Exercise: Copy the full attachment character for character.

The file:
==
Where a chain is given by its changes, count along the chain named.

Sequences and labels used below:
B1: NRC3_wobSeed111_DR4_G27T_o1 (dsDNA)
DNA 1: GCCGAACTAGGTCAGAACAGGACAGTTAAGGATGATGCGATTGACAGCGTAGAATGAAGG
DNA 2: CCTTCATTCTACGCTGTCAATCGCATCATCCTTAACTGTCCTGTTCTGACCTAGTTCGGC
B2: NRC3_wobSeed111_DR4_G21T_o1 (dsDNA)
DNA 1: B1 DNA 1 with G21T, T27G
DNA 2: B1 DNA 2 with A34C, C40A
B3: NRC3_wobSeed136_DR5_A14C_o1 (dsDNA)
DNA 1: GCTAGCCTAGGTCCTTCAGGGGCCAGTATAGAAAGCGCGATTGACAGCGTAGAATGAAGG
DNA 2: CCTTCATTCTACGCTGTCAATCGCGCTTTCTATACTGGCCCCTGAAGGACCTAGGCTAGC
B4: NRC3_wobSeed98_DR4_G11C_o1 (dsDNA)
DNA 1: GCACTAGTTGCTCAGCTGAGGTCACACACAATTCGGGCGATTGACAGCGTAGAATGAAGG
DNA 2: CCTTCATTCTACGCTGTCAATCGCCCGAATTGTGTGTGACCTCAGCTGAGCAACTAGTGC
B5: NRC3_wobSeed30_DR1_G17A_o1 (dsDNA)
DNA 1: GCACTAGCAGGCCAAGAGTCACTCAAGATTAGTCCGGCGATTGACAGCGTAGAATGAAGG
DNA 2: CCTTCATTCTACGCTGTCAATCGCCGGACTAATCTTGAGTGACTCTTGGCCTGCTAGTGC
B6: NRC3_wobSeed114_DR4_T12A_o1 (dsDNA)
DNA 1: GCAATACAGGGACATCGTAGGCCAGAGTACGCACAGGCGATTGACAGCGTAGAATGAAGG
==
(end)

Where a chain is given by its changes, count along the chain named.

Sequences and labels used below:
B1: NRC3_wobSeed111_DR4_G27T_o1 (dsDNA)
DNA 1: GCCGAACTAGGTCAGAACAGGACAGTTAAGGATGATGCGATTGACAGCGTAGAATGAAGG
DNA 2: CCTTCATTCTACGCTGTCAATCGCATCATCCTTAACTGTCCTGTTCTGACCTAGTTCGGC
B2: NRC3_wobSeed111_DR4_G21T_o1 (dsDNA)
DNA 1: B1 DNA 1 with G21T, T27G
DNA 2: B1 DNA 2 with A34C, C40A
B3: NRC3_wobSeed136_DR5_A14C_o1 (dsDNA)
DNA 1: GCTAGCCTAGGTCCTTCAGGGGCCAGTATAGAAAGCGCGATTGACAGCGTAGAATGAAGG
DNA 2: CCTTCATTCTACGCTGTCAATCGCGCTTTCTATACTGGCCCCTGAAGGACCTAGGCTAGC
B4: NRC3_wobSeed98_DR4_G11C_o1 (dsDNA)
DNA 1: GCACTAGTTGCTCAGCTGAGGTCACACACAATTCGGGCGATTGACAGCGTAGAATGAAGG
DNA 2: CCTTCATTCTACGCTGTCAATCGCCCGAATTGTGTGTGACCTCAGCTGAGCAACTAGTGC
B5: NRC3_wobSeed30_DR1_G17A_o1 (dsDNA)
DNA 1: GCACTAGCAGGCCAAGAGTCACTCAAGATTAGTCCGGCGATTGACAGCGTAGAATGAAGG
DNA 2: CCTTCATTCTACGCTGTCAATCGCCGGACTAATCTTGAGTGACTCTTGGCCTGCTAGTGC
B6: NRC3_wobSeed114_DR4_T12A_o1 (dsDNA)
DNA 1: GCAATACAGGGACATCGTAGGCCAGAGTACGCACAGGCGATTGACAGCGTAGAATGAAGG